The microfluidics-based devices have intellectual roots in at least two diverse fields: microelectronics and bioanalytical chemistry. The computer chip paradigm inspired chemists and engineers to apply some of these same technologies to generate networks of channels through which fluids can be moved.
Not coincidentally, commercial microfluidics has its origins in California's Silicon Valley. The advent of microprocessors in the early 1970s and the subsequent development of highly integrated microelectronic devices later in the decade paved the way for microfluidics.
The application of microfluidics to the bioanalytical realm derives from work done in the late 1980's by Andreas Manz, then an analytical chemist at Ciba Geigy (now Novartis), who originated the TAS , an early lab-on-a-chip.
Manz envisioned the application of photolithography and chemical etching techniques for micromachining a complete microanalytical system on a chip to integrate sample preparation, chemical derivatization, electrophoretic separation, and detection using only nanoliters or picoliters of the test analyte.
In the course of investigating the TAS concept, Manz and his co-workers discovered that the phenomenon of electro-osmosis could be used to control the injection, flow and mixing of solutions.
Manz and coworkers joined forces with Jed Harrison's group (University of Alberta, Canada) to demonstrate the practicality of such a device. Their studies showed that channels 10m deep by 30m wide etched in glass could be used for capillary electrophoresis, offering high-resolution separations in as little as 15 seconds.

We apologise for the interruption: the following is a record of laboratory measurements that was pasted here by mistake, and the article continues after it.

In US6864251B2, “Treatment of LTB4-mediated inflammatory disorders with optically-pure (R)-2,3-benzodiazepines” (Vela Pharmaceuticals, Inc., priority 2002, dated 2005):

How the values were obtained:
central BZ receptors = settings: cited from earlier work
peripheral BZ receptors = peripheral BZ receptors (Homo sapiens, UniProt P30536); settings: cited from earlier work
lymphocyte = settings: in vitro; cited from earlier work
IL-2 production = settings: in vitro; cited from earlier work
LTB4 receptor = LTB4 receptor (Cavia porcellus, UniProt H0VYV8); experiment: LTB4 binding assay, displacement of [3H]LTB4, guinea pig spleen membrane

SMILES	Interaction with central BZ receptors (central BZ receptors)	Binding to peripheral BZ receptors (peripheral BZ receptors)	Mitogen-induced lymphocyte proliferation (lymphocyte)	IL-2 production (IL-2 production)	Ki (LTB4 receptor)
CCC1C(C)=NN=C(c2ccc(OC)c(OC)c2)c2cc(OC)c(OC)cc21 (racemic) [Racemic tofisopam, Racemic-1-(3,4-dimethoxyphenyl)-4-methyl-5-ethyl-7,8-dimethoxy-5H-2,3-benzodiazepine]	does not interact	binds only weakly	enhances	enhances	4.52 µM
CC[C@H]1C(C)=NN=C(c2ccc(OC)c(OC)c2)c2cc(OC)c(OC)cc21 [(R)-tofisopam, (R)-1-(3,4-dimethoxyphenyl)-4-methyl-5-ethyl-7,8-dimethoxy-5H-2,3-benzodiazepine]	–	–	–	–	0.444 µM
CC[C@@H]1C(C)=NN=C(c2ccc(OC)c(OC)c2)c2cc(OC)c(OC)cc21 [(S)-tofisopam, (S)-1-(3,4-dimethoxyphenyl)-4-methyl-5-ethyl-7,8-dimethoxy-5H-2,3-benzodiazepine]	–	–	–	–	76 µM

More importantly, they showed that creating electric potential differences across chip elements permitted the manipulation of flow and mixing of fluids. The combination of exceptionally fast separation times and miniscule sample sizes demonstrated that such micro-systems were not simply elegant curiosities, but had practical advantages as well.
The integration of nucleic acid sample preparation, amplification, and hybridization, became another technological goal for the microfluidics community during the 1990s.
The first major commercial thrust toward micro-scale nucleic acid target amplification originated from work done by Allen Northrup and co-workers (Lawrence Livermore Laboratory).2 They demonstrated that PCR reactions could run up to ten times faster in their micro-scale device than by conventional means.
Kricka and Wilding (University of Pennsylvania School of Medicine) independently devised a thermocycler capable of amplifying DNA contained in less than five microliters of solution.
In 1994, J. Michael Ramsey and co-workers (U.S. Department of Energy's Oak Ridge National Laboratory) began publishing a series of papers that extended the findings of Manz and Harrison and provided the fledgling microfluidics enterprise with some of its key intellectual property. The Ramsey group described a prototypical microfluidic device consisting of two perpendicular etched channels in the form of a cross with four reservoirs, one at each channel terminus.